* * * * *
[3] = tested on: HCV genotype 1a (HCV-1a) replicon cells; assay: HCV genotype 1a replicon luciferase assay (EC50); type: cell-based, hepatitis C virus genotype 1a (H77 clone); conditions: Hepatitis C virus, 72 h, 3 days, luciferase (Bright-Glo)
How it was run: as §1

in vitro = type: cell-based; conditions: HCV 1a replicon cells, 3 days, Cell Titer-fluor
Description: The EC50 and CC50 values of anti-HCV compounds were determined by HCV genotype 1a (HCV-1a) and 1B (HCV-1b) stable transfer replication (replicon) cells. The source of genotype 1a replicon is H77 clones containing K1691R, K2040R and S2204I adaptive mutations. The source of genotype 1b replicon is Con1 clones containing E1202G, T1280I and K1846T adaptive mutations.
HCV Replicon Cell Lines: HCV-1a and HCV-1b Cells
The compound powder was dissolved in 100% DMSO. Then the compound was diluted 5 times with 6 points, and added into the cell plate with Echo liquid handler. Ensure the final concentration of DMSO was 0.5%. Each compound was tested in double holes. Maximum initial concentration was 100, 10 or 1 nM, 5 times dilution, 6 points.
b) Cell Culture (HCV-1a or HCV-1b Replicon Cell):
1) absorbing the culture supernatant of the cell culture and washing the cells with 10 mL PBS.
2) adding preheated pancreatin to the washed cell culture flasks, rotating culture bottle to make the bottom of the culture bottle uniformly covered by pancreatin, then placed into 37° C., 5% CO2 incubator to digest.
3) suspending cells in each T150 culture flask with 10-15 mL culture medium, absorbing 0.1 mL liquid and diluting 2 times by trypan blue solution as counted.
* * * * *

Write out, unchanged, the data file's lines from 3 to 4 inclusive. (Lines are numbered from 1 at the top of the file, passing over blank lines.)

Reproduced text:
in vitro = type: cell-based; conditions: HCV 1a replicon cells, 3 days, Cell Titer-fluor
Description: The EC50 and CC50 values of anti-HCV compounds were determined by HCV genotype 1a (HCV-1a) and 1B (HCV-1b) stable transfer replication (replicon) cells. The source of genotype 1a replicon is H77 clones containing K1691R, K2040R and S2204I adaptive mutations. The source of genotype 1b replicon is Con1 clones containing E1202G, T1280I and K1846T adaptive mutations.